Radar beams for networking and localizing everyday objects

Radar beams for networking and localizing everyday objects
The passive tags can be unobtrusively integrated into everyday objects such as items of clothing. Radar modules on the ceiling detect the position and the movement of the tags. Credit: Fraunhofer-Gesellschaft

In the OmniConnect project, Fraunhofer researchers are working with other partners on networking objects in indoor areas. They are doing this using radar beams and passive tags that are attached to moving objects, but also to people. This technology effectively detects the positions of the tags and therefore of the objects as well. It can also be used in the care sector, to avert dangers to people who are prone to falling.

For many of us, the term "" conjures up scenarios from the aviation or shipping industries. Radar technology is also deployed to search for space debris. This always involves localizing and measuring the velocity of flying objects. In recent years, however, scientists have been seeking to scale up the use of radar beams for applications inside closed rooms. The Fraunhofer Institute for Reliability and Microintegration IZM in Berlin is focusing on a most promising project in this area.

In the OmniConnect project, a radar is used to detect the motion and position of objects inside rooms. The researchers are using what we refer to as a secondary radar. A conventional radar detects objects and their movements, but does not provide any other data. A secondary radar combines radar beams with tags that are attached to objects. These passive tags not only reveal to the system position and movements inside a room, they can transmit information about the object as well.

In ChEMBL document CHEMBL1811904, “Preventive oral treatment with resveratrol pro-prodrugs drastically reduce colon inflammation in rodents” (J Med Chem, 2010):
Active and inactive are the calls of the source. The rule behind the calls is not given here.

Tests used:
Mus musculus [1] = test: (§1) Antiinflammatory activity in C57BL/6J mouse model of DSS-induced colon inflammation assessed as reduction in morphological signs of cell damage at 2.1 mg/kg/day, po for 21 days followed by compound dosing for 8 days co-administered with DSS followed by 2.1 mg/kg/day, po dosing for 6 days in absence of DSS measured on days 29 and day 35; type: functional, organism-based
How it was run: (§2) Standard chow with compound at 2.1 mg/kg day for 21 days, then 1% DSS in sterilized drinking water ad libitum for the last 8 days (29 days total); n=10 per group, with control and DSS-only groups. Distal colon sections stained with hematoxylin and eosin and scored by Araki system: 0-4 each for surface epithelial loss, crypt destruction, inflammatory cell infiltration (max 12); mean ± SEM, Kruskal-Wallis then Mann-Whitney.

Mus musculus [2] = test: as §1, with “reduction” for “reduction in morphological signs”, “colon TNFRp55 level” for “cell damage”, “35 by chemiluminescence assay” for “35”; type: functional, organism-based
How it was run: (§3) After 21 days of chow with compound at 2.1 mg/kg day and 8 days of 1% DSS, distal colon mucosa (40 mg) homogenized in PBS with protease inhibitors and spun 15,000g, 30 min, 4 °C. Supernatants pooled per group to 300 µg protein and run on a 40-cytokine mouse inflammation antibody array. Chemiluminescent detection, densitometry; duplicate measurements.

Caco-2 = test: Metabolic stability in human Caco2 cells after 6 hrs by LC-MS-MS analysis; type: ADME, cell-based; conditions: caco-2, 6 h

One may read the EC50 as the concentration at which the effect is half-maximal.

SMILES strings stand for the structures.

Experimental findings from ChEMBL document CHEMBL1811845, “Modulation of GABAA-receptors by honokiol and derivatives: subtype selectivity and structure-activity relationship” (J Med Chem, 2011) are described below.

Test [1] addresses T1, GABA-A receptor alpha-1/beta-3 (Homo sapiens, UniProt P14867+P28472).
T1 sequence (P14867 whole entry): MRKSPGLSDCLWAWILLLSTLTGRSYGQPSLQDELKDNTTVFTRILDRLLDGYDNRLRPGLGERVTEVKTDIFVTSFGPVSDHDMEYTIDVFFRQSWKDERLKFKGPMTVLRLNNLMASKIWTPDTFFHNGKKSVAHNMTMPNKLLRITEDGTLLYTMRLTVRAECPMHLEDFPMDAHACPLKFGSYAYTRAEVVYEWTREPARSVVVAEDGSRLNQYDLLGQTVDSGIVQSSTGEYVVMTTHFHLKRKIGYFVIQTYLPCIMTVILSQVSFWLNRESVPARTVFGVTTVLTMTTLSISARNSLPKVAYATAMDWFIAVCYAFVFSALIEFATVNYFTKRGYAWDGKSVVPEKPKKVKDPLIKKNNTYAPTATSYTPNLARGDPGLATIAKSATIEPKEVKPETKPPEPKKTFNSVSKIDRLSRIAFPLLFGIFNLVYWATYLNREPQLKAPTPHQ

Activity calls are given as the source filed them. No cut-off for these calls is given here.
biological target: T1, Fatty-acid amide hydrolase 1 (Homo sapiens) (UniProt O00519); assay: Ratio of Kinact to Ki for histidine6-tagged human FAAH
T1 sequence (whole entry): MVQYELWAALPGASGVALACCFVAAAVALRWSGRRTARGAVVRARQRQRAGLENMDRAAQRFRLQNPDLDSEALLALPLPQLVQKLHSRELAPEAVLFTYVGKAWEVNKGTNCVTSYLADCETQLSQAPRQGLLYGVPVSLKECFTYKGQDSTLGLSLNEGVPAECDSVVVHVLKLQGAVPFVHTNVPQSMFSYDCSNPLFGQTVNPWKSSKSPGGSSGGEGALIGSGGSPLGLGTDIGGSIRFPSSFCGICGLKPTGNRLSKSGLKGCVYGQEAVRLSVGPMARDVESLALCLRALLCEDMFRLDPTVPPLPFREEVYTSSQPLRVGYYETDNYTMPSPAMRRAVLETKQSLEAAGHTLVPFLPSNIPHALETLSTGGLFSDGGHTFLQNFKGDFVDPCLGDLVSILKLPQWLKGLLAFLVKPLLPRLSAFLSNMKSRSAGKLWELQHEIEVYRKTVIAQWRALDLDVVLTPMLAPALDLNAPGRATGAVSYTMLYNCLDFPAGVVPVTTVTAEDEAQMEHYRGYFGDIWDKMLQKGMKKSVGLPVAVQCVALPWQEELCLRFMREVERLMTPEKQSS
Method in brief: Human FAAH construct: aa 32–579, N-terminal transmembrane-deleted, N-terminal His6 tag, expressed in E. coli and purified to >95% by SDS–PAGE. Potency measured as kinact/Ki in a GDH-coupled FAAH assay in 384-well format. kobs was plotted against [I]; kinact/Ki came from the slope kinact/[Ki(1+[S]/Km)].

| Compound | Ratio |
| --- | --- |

Energy-efficient, compact, harmless

Thanks to the high frequency in the 60 GHz band, the systems can be developed for a high degree of integration. Each send and receive module is just 25 square centimeters in size. Conflicts with mobile radio networks, Wi-Fi or Bluetooth are impossible. The radiation this technology emits is completely harmless to human beings.

The system developed in OmniConnect is the ideal solution for networking any objects or everyday items with one another or integrating them into a home network. Because the passive tags do not need a separate power supply, there's no inconvenience of having to replace batteries.

Project in the care sector

Researchers at Fraunhofer IZM have a different scenario in mind—support for people who are prone to falling, suffer from dementia or are in need of care for other reasons. The flexible tags, measuring just 5 cm x 1 cm, can be sewn into fabric without a problem. Staff in a facility equipped with the OmniConnect system, for example, will be able to tell whether a person in need of care is in their home, and can determine their exact whereabouts at any point in time. If the person appears to linger in a certain place for too long, for instance, the carer would be able to check whether all is well. "The position of a tag, meaning the position of the person, can be located to within ten centimeters," explains Christian Tschoban, Project Manager at IZM. As the OmniConnect system detects the height of the tag as well, it also knows if the person is lying on the floor. The system could then raise the alarm, prompting the carers to check whether the person has fallen.